President Barack Obama is confronting the wrenching change in the Middle East in a burst of diplomacy, hoping to save a crumbling peace process and addressing the Arab revolt country-by-country in a world now free of the menace of Osama bin Laden.
Opening a week-long focus on the Mideast, Obama on Tuesday urged Israelis and Palestinians back to the bargaining table against growing odds. His broader narrative will be delivered in a speech Thursday, when he will make his pitch that a region long defined by division now has its moment of opportunity because its people are rising up and risking their lives for change.
Speaking alongside Jordan's King Abdullah II on Tuesday, Obama declared, "We both share the view that despite the many changes _ or perhaps because of the many changes _ that are taking place in the region, it's more vital than ever that both Israelis and Palestinians find a way to get back to the table and begin negotiating a process whereby they can create two states that are living side by side in peace and security."
Yet his upbeat approach is being undermined by daily violence and by hardened positions that, in many ways, seem as unmovable as ever.
For the first time since uprisings began roaring across North Africa and the Middle East months ago, Obama will try to thread them together in way that's relevant at home and supportive of those seeking freedom abroad. He will do so amid questions about his consistency toward brutally repressive governments.
Put together, Obama's events this week show a president seeking to seize command of a Mideast agenda. He met with Abdullah on Tuesday, readied for Thursday's Mideast speech, looked to host Israeli Prime Minister Benjamin Netanyahu Friday and planned to address a prominent pro-Israel group on Sunday.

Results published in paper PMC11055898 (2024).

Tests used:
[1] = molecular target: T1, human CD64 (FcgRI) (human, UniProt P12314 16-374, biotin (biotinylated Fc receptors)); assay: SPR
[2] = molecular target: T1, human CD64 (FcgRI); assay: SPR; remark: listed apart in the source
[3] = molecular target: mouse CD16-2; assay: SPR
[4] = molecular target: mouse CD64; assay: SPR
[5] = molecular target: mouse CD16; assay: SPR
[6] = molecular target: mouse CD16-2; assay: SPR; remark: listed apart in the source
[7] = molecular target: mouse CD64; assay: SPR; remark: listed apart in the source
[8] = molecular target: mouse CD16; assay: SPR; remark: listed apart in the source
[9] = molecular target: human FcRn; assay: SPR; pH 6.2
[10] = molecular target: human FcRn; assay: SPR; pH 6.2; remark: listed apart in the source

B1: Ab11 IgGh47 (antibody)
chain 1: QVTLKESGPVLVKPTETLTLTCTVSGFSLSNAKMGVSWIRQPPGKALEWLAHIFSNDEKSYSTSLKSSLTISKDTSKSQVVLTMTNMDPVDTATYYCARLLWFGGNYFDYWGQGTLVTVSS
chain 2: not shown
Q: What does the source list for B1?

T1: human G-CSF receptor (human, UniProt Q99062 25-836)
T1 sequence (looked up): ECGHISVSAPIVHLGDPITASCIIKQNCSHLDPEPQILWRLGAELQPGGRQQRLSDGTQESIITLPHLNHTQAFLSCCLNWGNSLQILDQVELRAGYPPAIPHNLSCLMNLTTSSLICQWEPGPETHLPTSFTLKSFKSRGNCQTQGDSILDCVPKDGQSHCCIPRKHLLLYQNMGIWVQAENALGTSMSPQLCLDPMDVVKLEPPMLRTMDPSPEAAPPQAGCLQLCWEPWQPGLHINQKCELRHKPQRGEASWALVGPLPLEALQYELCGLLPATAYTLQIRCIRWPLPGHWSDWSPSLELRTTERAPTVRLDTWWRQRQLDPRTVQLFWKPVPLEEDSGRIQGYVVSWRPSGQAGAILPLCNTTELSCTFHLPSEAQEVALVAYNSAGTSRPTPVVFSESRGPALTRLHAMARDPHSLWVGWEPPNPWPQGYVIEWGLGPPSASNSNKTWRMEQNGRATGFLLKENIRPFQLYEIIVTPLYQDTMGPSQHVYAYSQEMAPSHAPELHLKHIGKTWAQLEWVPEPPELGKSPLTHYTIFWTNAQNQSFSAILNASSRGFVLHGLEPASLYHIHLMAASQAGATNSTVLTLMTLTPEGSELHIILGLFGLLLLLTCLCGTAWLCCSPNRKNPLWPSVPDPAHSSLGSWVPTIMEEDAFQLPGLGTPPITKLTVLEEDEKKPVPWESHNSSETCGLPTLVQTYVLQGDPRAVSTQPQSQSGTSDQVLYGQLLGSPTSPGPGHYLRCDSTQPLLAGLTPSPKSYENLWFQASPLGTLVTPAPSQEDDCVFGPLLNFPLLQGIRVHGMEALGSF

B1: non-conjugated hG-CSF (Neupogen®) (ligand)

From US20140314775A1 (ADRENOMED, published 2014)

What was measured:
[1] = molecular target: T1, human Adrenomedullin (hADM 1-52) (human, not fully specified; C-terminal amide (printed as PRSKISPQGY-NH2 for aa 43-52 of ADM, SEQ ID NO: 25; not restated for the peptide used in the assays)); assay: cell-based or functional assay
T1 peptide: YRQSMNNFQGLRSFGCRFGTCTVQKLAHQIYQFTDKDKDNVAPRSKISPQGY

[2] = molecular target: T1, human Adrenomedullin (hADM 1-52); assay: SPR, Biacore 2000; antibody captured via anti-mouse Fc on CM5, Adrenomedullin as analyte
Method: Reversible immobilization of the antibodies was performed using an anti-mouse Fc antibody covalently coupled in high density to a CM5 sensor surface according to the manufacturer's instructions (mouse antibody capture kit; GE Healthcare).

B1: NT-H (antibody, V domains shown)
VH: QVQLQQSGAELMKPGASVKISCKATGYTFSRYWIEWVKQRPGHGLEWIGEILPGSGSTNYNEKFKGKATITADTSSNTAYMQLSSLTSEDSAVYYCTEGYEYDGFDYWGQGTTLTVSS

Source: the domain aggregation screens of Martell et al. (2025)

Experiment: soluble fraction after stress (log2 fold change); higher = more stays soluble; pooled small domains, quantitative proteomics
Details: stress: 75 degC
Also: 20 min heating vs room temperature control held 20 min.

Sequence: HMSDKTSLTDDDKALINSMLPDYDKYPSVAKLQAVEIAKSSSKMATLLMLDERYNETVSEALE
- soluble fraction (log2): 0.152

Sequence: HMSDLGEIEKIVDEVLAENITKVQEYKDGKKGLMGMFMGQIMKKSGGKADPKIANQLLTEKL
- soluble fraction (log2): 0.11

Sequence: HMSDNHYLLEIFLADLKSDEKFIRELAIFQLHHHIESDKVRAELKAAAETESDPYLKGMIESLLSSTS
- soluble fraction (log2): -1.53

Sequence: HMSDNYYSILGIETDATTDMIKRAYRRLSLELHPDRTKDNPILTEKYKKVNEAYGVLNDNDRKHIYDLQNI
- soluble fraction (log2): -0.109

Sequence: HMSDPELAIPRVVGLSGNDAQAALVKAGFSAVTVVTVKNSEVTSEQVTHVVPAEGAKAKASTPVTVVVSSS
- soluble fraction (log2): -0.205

The speech will present Obama's impressions of changes that, as his spokesman Jay Carney put it, have been more remarkable in the past five months than the past 50 years. Egypt and Tunisia overturned their leaders. Bahrain and Syria have used overwhelming force to crush protesters. Libya's move to destroy a rebel movement has drawn the United States into a conflict with no clear end in sight. And in the midst of it all, the U.S. launched a mission in Pakistan to take down bin Laden, the man behind the worst terrorist attacks on U.S. soil.
Yet the timing for the speech is problematic.
Even though the tracking down and killing of bin Laden offers context _ the president is likely to frame al-Qaida ideology as the bankrupt past and the Arab push for rights as the future _ the latest reality is a Mideast peace process in deep trouble.
In a dramatic new expression of frustration on Sunday, Palestinians marched and tried to breach Israel's borders from the West Bank, Gaza, Syria, Lebanon and Jordan on Sunday, leading to deadly clashes. The White House singled out Syria, where a government crackdown on protesters is growing ever more dire.